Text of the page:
Federal Pacific Electric (FPE) was a company that produced circuit breakers and other electrical equipment. The company was founded in the 1950s and quickly became a popular brand in the electrical industry due to its affordable prices and widespread availability. However, in the decades that followed, the company's reputation was tarnished by a series of safety concerns, and it ultimately went bankrupt.
One of the major issues with FPE products was their tendency to fail to trip, or shut off, in the event of an overload or short circuit. This meant that electrical currents could continue to flow, leading to the risk of fire or electrocution. The problem was not limited to one specific model or production run; instead, it seemed to be a fundamental flaw in FPE's design.
Despite these safety concerns, FPE continued to be widely used throughout the 1970s and 1980s, in part due to its affordability. Many homes and buildings were equipped with FPE circuit breakers, and the company was one of the largest producers of electrical equipment in the United States.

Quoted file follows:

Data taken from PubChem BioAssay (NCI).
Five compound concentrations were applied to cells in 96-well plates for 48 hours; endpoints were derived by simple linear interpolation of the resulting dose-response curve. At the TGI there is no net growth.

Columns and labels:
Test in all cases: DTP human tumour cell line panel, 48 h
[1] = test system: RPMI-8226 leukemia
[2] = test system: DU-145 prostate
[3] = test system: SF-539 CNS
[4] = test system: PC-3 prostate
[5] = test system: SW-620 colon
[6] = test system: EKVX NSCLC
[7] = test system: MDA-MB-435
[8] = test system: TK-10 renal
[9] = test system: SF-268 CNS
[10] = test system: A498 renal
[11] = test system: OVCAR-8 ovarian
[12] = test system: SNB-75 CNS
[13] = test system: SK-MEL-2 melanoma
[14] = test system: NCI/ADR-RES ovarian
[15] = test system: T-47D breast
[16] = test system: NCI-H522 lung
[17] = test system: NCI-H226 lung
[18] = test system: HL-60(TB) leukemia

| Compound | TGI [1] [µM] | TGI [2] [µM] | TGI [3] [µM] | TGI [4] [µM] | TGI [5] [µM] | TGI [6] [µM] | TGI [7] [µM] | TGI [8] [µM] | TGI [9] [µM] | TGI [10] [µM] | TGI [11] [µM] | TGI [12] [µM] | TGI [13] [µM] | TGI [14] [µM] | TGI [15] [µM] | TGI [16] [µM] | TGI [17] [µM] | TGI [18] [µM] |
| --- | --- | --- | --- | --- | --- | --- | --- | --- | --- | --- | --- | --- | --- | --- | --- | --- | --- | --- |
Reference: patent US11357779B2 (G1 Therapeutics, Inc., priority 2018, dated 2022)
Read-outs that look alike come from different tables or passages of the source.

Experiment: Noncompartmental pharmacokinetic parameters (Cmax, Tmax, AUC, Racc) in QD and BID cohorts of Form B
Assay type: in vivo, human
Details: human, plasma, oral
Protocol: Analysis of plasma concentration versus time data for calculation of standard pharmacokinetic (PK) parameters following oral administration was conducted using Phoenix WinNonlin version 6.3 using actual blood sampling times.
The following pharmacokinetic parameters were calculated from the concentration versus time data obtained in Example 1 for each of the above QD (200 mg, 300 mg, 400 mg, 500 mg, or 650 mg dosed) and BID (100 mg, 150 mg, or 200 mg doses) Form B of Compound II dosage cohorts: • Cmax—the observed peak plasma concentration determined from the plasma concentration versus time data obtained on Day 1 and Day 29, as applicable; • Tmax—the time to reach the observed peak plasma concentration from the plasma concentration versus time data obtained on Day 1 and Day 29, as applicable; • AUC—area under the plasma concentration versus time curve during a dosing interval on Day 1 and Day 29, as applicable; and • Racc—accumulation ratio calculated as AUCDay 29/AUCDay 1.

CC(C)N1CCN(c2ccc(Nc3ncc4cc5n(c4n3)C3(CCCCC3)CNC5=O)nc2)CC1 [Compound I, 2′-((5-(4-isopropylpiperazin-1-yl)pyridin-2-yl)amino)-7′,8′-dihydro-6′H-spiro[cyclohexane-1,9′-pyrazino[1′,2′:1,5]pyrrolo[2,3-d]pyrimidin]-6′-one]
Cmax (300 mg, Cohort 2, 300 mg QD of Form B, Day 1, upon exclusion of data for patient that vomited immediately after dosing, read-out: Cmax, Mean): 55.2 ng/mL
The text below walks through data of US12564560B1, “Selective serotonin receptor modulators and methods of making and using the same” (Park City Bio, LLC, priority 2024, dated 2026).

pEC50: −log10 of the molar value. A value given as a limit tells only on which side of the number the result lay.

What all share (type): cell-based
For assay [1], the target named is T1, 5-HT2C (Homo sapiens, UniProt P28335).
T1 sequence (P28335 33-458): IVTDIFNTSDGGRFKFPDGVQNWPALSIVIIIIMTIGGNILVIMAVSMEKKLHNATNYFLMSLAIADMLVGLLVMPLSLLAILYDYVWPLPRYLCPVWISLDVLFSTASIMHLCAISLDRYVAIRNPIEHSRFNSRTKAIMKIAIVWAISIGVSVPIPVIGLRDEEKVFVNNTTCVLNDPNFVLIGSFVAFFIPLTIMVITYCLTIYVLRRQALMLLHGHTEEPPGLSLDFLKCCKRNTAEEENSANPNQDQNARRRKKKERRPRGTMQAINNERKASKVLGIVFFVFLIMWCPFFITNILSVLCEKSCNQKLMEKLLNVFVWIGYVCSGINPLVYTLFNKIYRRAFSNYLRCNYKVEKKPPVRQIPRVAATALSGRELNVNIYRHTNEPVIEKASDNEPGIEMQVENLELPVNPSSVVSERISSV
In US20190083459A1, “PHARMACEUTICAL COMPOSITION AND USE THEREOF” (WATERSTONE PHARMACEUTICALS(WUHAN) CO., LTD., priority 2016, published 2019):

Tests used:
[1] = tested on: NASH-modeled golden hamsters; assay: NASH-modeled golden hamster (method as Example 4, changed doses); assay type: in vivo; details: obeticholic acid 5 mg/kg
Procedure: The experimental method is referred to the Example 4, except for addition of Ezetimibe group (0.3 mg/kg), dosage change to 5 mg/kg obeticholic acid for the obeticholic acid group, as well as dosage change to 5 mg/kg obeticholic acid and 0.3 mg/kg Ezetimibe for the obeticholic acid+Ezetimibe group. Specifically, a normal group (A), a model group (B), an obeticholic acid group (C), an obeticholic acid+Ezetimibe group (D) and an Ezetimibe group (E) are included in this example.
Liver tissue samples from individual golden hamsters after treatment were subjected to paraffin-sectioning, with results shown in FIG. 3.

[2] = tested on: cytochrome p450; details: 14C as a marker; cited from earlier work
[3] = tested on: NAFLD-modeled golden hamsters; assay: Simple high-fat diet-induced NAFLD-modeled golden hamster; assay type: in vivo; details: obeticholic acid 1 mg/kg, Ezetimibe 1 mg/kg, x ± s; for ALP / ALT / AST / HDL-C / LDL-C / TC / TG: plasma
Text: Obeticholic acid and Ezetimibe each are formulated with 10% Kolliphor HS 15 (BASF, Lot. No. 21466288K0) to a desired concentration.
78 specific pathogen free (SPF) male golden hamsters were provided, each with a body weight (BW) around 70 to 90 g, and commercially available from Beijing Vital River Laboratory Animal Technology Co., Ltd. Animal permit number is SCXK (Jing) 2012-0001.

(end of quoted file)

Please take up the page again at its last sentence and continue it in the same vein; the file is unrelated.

However, by the 1990s, FPE's reputation had been irreparably damaged. Numerous lawsuits had been filed against the company, alleging that its products had caused fires and other safety hazards. In 1983, the Consumer Product Safety Commission (CPSC) conducted an investigation into FPE's circuit breakers and found widespread evidence of design flaws and defects.
Despite these findings, FPE continued to operate for several more years. However, in 1997, the company was acquired by Reliance Electric, a larger electrical equipment manufacturer. Shortly thereafter, Reliance Electric was itself acquired by Rockwell International, which ultimately led to the dissolution of the FPE brand.
Today, FPE circuit breakers are still present in many homes and buildings throughout the United States. However, due to the safety concerns associated with these products, many electrical experts recommend that they be replaced with newer, safer models. In addition, the legacy of FPE serves as a cautionary tale about the importance of quality and safety in the electrical industry.